• IAR (Illinois Assessment of Readiness (formerly PARCC)
Each year, all Illinois public schools are required to administer state assessments like the Illinois Assessment of Readiness (IAR) and the Illinois Science Assessment (ISA) to its students. Although the Illinois State Board of Education (ISBE) has asked the United States Department of Education to waive this requirement due to the impact of COVID-19, a waiver has not yet been offered. As such, ISBE has instructed school districts to begin preparing to administer the IAR to its students in grades 3 - 8 and the ISA to students in grades 5 and 8. ISBE has also indicated that ALL students will be asked to complete the IAR and ISA in person at their school. At present, District 15 has set its testing window to start on April 12 and continue through May 15. Will will continue to monitor ISBE’s progress with seeking this waiver and will provide you with any updates.
The Illinois State Board of Education requires all Illinois public school students in Grades 3-8 to participate in state-administered testing in reading and math. The current Illinois state achievement test is called the Illinois Assessment of Readiness (IAR). The IAR test measures a student’s general Math and English/Language Arts skills. The Illinois State Board of Education has created a short introduction to the IAR.
INFORMATION FOR PARENTS
What happened to the PARCC exam?
The Illinois Assessment of Readiness replaced the PARCC exam in 2019. The IAR uses the same test content and format as the PARCC exam. As such, students that took the PARCC exam in the past will not notice any tests differences this year. This will also allow districts to track their year-to-year student performance.
What is the Illinois Assessment of Readiness?
The Illinois Assessment of Readiness (IAR) is the Illinois state achievement test. All public school students in grades 3 to 8 must take the IAR. The IAR is given every Spring (you can view the specific adminstration dates for the IAR on the District’s standardized testing schedule). District 15 typically schedules the IAR in early March. The IAR fully aligned with the Common Core State Standards uses the same test questions from is predecessor, the PARCC exam. The IAR is taken on a computer and is designed to provide information about student progress toward the long-term goal of college and career readiness.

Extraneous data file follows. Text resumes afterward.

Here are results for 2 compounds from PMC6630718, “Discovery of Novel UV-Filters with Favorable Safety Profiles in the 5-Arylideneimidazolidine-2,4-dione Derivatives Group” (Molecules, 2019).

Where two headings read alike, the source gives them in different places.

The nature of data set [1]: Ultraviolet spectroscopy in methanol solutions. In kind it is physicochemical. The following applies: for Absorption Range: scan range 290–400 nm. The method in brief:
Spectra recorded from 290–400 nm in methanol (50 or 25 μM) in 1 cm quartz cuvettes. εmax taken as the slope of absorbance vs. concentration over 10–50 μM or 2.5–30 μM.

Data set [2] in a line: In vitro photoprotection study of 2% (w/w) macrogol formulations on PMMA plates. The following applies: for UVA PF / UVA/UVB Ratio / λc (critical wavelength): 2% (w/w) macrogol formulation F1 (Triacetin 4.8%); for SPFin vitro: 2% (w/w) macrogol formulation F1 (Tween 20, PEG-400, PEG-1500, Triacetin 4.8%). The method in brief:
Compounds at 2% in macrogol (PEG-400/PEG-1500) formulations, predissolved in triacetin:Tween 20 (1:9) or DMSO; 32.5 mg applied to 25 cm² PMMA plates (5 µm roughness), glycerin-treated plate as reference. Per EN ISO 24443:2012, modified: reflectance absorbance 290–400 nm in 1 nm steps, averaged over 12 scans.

The Illinois State Board of Education (ISBE) has a section of its website devoted to the IAR. You can access the ISBE website clicking ISBE IAR Resources.
The National PTA has also posted information for parents about state assessments on its website.
What does the IAR test look like?
The IAR uses the same test items and questions as its predecessor, the PARCC exam, including practice tests that mirror the actual student tests. Please note that students take a Math and an English/Language Arts version of the IAR.
Is IAR testing mandated?
Yes. Also, the State Superintendent of Schools has clearly stated that there is no option for parents to stop their child from participating in state achievement testing with the IAR. School districts must administer the IAR assessments and low participation rates may affect a school’s overall accountability score on the Illinois School Report Card. Federal law—specifically, the Every Student Succeeds Act (ESSA), requires each state to give a state achievement test to its students. A district cannot provide an options that allows students to opt out of the IAR. To provide clarity on this matter, the Illinois State Board of Education has written this participation notice for parents.
How can parents help to prepare their children for the IAR test?
The IAR/PARCC website offers some suggestions to parents:
- Read a combination of fiction and non-fiction aloud or with your child. Look for subjects of interest—from sports heroes to dinosaurs.
- Discuss and “do” real-life math with your child. Help him/her know basic math facts.
- Discuss the new tests with your child. Make sure he/she is not scared or anxious going into the new tests.
- Explain to your child that the tests will initially be more challenging. Tell your child to do his/her best on the test and that you are there to help every step of the way.
- After the test, review the results with your child. Bring the teacher into the discussion as needed.
- Provide a quiet, comfortable place for studying at home and make sure your child gets a good night’s sleep and a nutritious breakfast before a test.
- Above all, be positive and encouraging about the tests.